Do you recognise it when you see it?

Over recent months I’ve seen some significant changes happen on a personal, family and work level. It’s interesting to see how people cope with change and what it means for them. In particular though, I marvel at those who seem to be able to take change, deal with it, and move on with their lives in ways that are inspiring and humbling.

There’s a lot of factors I think enable someone to be able to act like this, and one of those in particular is the capacity for resilience. I don’t think it’s limited to resilience in and of itself. I think you have to have the capacity for it. I consider myself to be a fairly resilient kind of person, but do I always have the capacity for it? Now there’s an interesting question.

There’s a bucket analogy I’m reminded of. We all have things going on in our lives that fill our ‘bucket’. And sometimes you might go through something that means your bucket has run out of capacity and you are simply overflowing and struggling. It seems to me that those who have the capacity for resilience are those who have learned how to keep the bucket from overflowing and allowing themselves to manage it as they see fit.

How do they do this? Do you recognise it in others when you see it? Do you envy them for having it? I have no easy answer for this, but I’ll bet there’s a fair few things going on they have in common.

Support Network

I’ve talked about this before relating to other topics, but the power of a support network is not to be overlooked. This is why groups such as AA (Alcholics Anonymous) and Weight Watchers and the like are so powerful – they have a strong message and an equally strong support network ready to help you.

Positive Mindset

Y’all know I have a bias towards positive psychology. But here’s the thing. It bloody works. Negative thinking takes you down roads of cynicism, despair and negative thoughts. A positive mindset allows you to stay in a place of hope, possibilities and constructive thought.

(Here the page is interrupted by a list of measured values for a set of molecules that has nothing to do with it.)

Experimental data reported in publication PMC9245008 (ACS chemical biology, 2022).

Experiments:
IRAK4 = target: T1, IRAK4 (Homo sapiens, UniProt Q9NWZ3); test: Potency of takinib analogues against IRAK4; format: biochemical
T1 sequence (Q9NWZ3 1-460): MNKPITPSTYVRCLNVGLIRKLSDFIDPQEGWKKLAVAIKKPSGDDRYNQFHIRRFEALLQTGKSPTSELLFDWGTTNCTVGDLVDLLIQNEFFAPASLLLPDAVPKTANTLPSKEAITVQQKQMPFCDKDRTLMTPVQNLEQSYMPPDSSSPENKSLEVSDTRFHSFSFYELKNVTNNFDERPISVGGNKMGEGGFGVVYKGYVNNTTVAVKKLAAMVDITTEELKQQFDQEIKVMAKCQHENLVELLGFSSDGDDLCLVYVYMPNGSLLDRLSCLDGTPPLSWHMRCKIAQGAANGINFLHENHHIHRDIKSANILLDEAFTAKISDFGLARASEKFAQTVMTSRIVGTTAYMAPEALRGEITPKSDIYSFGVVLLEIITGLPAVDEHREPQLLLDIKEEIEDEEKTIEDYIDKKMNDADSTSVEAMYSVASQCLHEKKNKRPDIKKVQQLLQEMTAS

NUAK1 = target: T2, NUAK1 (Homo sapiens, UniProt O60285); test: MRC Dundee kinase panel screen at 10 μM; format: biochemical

A Release Valve

It’s important to understand in the bucket analogy above, that those with the capacity for resilience also understand that the bucket needs a release valve (see how I kept that from you? Very sneaky.) The water level doesn’t decrease on its own, it has to be released. That release activity should equally in kind be something which is supportive to your lifestyle.

Living a full life

I’ll take a leaf from Sikh teachings for this one. In Sikhi, we’re taught to live a constructive life (kirat karna). This means working for the good of your family, and in a role that helps society. It also means doing work which does not harm yourself or others.

Being self-aware

Those who have capacity for resilience are self-aware enough to know when they need to do something different. Be it on a day to day basis or a life changing event, they ‘get’ that something isn’t working as it should be for them, and they set about to make it happen.

Consideration for others

This might be a contentious one. Particularly because some people don’t understand the benefit in helping others. Far too many people have a ‘look out for number one’ attitude. And this isn’t about karmic retribution either. Research into positive psychology shows us that when people carry out an act of gratitude or consideration, the lasting effect of that act can be up to weeks later. This helps to build capacity by allowing you to have a positive experience.

This is far from exhaustive, I’ll bet there’s things I’ve certainly missed. And before I end this post, I’m going to extend the bucket analogy by adding this. We can also expand the capacity of the bucket by growing the bucket. As life goes on, so does the bucket continually have more poured into it. Our capacity for resilience in turn needs to grow with this so it doesn’t overflow.